All you have to do is show up – and listen……
Several years ago, I had been traveling the country conducting seminars on various topics – the most popular one was on Goal Setting and Time Management. After seeing an ad for audiotapes (that’s how long ago this was) I produced a one hour tape at a musician friend’s studio, labeled it “Time on Tape” and placed small ads in the Wall Street Journal and other business newspapers. (I called this little venture Education And Research Publishing E.A.R. – I thought the acronym was soo clever!)
I rented a small PO box at the Grand Central Post Office and when I opened it every Friday, dozens of handwritten envelopes with $20 checks came tumbling out. One week the only thing in the box was a note saying “please see the clerk at counter”. There were over 100 envelopes for me – so many they didn’t all fit into the box!
It wasn’t all gravy – I had to pay for the ads, the PO box, making copies of the tapes, shipping the products to customers all over the country! Still, I liked this way of delivering my message much better than catching a 6 a.m. flight on a winter morning for Minnesota to teach a one-day program, for less money than the tape sales were yielding!
I began to think – how can I do this bigger? I didn’t have much of a marketing budget, being a one-woman business. What larger company might be interested in the topic of Time Management?
The first name that came to mind was Time Magazine, but I couldn’t (yet) think of why they would be interested in this (that came at a later time). Then I thought of Day-Timers, the company that sold those blank calendar books and refill sheets. Yes, printed stuff! I made a call to the President of the company, who answered his own phone and was very courteous, although he didn’t know me. When I asked for an appointment, he said he’d look in his calendar (a DayTimer no doubt) and gave me a date. I was so floored I was almost speechless!
He met me personally at the Greyhound Bus station, waved me into his modest Chevrolet and drove us to the “shop”, which was a HUGE building of the factory and offices. He gave me a tour of the facility, took me to lunch at the company cafeteria and then we went to his Executive office to chat. I still had no idea why he agreed to see me, and why he gave me so much time. He finally asked me what was “on my mind”; without much preamble, I said that I thought marketing an audio program on Time Management would add value to customers who bought his DayTimers. I could see that he was trying not to laugh, and said “well, I wish you had come here 1100 Time Management Consultants ago! “ He had been approached many, many times with almost the same offer.
Mortified, I was ready to thank him for his time and lunch, and slink out of his office. But, no, he did have something in mind for me, something way bigger than I was proposing. He told me he was in the process of selling the company to a multinational, and he wanted to leave a legacy beyond the core product line. He greatly believed in education for business people and he was intrigued by my repertoire of over a dozen training programs. Could I turn them into audio programs? He would create a separate product line for sale to his massive proprietary customer list (of millions)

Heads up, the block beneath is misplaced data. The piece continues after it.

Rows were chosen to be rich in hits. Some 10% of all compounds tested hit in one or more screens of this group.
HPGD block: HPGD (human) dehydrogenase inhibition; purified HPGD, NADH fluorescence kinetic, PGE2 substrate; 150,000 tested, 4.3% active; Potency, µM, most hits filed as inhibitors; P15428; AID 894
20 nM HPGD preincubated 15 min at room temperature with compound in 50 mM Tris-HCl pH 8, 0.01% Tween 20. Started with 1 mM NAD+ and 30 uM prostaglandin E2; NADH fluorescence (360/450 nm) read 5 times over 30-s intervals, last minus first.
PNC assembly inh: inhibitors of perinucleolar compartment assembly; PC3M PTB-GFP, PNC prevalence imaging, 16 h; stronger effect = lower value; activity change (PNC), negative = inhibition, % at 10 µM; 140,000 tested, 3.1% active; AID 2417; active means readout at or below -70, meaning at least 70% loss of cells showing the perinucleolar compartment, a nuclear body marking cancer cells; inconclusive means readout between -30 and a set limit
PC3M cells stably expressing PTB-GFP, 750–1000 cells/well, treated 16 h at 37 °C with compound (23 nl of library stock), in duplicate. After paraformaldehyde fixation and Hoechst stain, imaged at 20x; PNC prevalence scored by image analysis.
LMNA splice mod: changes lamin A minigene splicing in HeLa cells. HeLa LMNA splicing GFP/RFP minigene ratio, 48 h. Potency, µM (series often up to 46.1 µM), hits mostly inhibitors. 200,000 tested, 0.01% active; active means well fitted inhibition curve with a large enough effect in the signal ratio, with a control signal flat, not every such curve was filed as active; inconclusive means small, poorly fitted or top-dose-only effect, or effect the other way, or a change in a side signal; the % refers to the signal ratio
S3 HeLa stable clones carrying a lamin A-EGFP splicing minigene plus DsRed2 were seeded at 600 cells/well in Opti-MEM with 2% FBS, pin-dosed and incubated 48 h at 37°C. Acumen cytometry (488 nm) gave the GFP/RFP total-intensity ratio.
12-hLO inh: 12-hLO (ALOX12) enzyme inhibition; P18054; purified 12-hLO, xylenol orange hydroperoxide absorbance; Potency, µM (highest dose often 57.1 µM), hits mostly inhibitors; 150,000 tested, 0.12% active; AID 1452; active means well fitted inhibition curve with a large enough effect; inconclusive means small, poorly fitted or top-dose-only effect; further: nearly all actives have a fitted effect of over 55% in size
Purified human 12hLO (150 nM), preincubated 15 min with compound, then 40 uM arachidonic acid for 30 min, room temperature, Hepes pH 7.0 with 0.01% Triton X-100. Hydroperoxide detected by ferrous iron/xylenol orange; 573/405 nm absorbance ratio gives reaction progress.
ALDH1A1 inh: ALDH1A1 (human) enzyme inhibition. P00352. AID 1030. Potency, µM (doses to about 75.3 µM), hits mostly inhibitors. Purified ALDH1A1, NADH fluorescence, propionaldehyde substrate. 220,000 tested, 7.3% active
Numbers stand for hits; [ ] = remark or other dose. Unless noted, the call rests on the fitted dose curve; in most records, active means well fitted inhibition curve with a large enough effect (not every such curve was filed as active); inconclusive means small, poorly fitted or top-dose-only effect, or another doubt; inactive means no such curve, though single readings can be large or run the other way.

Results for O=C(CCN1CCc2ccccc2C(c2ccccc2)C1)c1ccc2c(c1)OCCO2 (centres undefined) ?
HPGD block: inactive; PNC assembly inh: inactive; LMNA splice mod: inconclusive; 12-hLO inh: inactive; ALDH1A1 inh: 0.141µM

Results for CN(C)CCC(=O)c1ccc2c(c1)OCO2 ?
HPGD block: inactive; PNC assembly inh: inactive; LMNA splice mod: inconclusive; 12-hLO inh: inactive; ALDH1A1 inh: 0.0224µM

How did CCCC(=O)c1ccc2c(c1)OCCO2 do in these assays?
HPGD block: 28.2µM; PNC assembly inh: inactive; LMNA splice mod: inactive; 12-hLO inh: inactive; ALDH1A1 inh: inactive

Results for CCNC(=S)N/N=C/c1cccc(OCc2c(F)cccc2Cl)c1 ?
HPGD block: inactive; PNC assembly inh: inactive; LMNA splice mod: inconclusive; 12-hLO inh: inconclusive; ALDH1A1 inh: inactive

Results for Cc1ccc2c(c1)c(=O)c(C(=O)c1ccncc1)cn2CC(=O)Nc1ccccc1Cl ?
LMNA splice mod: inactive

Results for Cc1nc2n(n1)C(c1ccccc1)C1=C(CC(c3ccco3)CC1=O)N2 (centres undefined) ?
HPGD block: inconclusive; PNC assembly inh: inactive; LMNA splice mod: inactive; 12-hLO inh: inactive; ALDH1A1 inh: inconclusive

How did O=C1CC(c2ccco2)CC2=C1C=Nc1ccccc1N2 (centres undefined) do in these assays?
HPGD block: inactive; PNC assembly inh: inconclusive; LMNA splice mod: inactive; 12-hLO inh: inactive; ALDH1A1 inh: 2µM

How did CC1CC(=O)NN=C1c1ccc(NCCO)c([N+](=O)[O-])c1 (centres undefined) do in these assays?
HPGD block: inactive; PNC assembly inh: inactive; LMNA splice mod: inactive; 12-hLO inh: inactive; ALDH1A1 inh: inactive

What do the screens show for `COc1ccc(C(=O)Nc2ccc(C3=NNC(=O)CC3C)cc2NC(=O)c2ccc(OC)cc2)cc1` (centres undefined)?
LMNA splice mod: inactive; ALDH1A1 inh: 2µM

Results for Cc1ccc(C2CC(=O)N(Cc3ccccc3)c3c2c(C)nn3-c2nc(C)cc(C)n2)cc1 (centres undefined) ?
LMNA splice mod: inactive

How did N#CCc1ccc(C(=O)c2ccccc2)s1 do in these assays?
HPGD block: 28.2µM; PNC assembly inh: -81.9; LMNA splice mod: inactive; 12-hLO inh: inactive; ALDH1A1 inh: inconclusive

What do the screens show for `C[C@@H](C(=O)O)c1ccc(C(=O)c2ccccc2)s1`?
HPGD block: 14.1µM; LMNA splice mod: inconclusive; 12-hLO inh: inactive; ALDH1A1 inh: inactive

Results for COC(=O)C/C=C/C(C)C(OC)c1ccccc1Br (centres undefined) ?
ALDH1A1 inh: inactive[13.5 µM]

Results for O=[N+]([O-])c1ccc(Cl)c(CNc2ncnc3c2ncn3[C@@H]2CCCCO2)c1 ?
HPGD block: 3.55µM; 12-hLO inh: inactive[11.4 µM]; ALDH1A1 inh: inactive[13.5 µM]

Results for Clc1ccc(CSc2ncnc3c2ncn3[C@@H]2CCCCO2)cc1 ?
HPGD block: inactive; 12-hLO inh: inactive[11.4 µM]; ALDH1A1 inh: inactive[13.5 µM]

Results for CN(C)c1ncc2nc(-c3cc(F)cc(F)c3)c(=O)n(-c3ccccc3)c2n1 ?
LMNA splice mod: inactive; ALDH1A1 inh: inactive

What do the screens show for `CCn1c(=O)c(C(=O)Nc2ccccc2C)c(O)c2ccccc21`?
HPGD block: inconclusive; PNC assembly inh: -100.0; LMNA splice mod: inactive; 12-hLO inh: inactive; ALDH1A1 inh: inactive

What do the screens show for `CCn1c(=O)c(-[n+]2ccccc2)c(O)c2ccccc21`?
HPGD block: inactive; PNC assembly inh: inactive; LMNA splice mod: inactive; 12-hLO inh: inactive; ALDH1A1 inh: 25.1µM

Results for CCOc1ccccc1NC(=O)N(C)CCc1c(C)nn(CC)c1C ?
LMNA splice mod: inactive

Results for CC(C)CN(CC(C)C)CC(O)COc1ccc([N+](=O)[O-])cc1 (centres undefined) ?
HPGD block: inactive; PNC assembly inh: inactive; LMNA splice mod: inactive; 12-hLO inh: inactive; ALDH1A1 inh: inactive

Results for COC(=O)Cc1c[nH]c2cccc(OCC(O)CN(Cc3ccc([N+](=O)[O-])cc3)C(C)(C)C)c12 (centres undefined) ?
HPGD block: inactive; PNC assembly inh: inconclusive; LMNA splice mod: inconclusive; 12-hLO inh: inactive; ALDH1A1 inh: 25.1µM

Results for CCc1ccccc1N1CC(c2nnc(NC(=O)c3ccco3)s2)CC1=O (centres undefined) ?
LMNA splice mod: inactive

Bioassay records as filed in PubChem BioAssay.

Could I? I was writing the first page (in my mind) before he finished the sentence. Thus began the beginning of a beautiful business relationship (and friendship) that launched the “Day-Timer Success Enhancement Series.” I became the de facto “director/producer) of the venture. We worked out a very generous financial arrangement. And of course, 2 of my titles were the first out of the box; for the first one, “Influence” they sent (and paid for) a print mailing of a 4-color brochure to over 500,000 names, something I could never have afforded. The returns were excellent.
I was given a budget to write, hire talent and record the “product” a 6-hour audio program with printed workbooks. Beyond that, they did the packaging, the marketing, fulfilling the product. Besides my topics, we invited other authors/trainers/speakers to participate with their topics. (the only topic NOT in the curriculum was Time Management)
What did I learn? I had had a very narrow idea of what was possible; the very literal connection between a company selling Planners and the topic of Time Management. Of course, I couldn’t have known that this President wanted, as his final grand venture, to create a legacy of business education for his customers. But only by making the call, going to see him, pitching the “wrong” idea, was I able to spark the creation of the “bigger” idea, which he had already been forming.
So, next time you have what you think is a “pie in the Sky” idea, go for it! You very likely will get an appointment, meet a new person (who surely will appreciate your gumption). And if they don’t, they didn’t deserve your fine idea. And somewhere, soon, you’ll find an open, creative, entrepreneurial client/partner like yourself!
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